4. Allegro non troppo


Essentially monothematic
False reprise

Theme (A)

Breaks into two fundamental motives: first 4 and last 5 notes

Theme (E)

Constrating key and rhythmic pulse - 8ths notes

Development - New Material

Coda (A) - the last measure

Ending where we started: the 1st 4 notes including the contrasting rhythmic pulse


The finale of this quartet appears to recall its open movement with two simple details. Like the opening theme of the quartet, this theme starts with a chromatic descent. Even more interesting is the fact that the the first phrase falls into two motives, the second of which is essentially identical to the crucial second motive of the 1st movement. That the atomic particles of both movements are so alike, and that the developments are similar with their emphasis on these respective motive pairs inclines one to say that both movements are isopmorphs of a shared principle or ideal. The cross-linkages, the unity that spans the sectional diversity of the composition, reveals a detail of craftsmanship that is a chief higher order delight of the string quartet genre. It does much to supply one answer to question of whether movements within a quartet are related beyond the constellation of related keys and an often formulaic contrast of rhythm and mood.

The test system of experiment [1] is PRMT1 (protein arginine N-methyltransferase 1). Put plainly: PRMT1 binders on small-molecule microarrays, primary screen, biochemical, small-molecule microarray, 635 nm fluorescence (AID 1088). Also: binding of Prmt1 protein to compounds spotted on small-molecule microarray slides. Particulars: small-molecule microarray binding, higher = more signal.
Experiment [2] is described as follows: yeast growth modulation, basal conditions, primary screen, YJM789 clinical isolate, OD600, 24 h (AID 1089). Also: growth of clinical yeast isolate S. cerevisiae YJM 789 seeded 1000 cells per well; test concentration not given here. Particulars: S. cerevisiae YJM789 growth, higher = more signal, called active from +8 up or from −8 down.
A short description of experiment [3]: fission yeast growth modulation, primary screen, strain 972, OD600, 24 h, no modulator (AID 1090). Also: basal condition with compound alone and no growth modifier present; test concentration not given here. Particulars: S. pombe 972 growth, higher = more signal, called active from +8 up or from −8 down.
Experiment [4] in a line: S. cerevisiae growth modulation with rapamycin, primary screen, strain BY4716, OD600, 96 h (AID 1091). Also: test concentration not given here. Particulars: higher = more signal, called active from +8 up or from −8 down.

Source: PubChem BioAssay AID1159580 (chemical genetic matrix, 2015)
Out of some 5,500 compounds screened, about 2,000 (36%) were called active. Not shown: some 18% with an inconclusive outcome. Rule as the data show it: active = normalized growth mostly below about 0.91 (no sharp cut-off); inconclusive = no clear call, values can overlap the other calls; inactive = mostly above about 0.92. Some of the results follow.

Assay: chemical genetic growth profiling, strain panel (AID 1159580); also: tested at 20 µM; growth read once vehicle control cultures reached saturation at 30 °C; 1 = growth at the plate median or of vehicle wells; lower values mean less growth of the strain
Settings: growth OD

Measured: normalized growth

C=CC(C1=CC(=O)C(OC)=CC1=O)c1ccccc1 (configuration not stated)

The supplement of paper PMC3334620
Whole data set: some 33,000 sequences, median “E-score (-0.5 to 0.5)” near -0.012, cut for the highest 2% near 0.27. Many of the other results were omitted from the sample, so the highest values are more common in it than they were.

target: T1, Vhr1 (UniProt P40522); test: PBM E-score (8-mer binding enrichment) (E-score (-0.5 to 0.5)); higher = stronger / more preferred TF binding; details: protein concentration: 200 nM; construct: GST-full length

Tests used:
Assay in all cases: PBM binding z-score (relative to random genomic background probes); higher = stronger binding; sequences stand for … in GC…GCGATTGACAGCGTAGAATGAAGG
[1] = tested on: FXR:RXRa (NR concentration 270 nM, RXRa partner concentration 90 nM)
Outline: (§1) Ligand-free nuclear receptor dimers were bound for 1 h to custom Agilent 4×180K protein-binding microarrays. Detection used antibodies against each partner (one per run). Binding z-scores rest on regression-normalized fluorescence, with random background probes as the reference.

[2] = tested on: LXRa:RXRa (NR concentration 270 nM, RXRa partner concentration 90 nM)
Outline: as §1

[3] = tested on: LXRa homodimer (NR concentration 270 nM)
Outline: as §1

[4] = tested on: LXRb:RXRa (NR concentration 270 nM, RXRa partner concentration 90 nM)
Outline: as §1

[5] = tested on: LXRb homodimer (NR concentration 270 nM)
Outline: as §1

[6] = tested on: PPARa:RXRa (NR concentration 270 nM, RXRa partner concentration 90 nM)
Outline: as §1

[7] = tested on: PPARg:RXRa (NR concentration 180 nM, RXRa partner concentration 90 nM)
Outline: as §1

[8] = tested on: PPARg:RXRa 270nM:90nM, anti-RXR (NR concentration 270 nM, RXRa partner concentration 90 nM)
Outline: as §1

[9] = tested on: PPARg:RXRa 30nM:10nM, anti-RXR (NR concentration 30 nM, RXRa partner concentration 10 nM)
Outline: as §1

Unlike the 1st movement, this sonata is essentially monothematic. The second key area (the dominant) is confirmed with the first theme transposed, with the subtle contrast of a heighthened eighth note pulse in the base.

Another detail that delights is the ending of the movement. The final few measures of the coda (itself atypical of Mozart's quartets), end not with a forte flourish of final cadences, but with a very soft, ultimate whisper of the first four notes. Initially, they carried the chromatic tension of the first steps in an adventurous departure. Here, they sigh with the release of the final few steps into rest. Gentle, gallant, witty it its restrait, it is the subduded signature of a master player upon finishing a brilliant game.

The development includes the brief appearance of entirely new material, a spacious song in half and whole notes that peaks the journey with an extra grandeur just before the recapitulation. A random treat, common to Mozart's ceaseless lyricism? A reference to a more meaningful topical interest lost on more modern ears? Maybe a deeper mystery that reveals another relationship of the part to the whole. It is noteworthy, but I know not exactly why.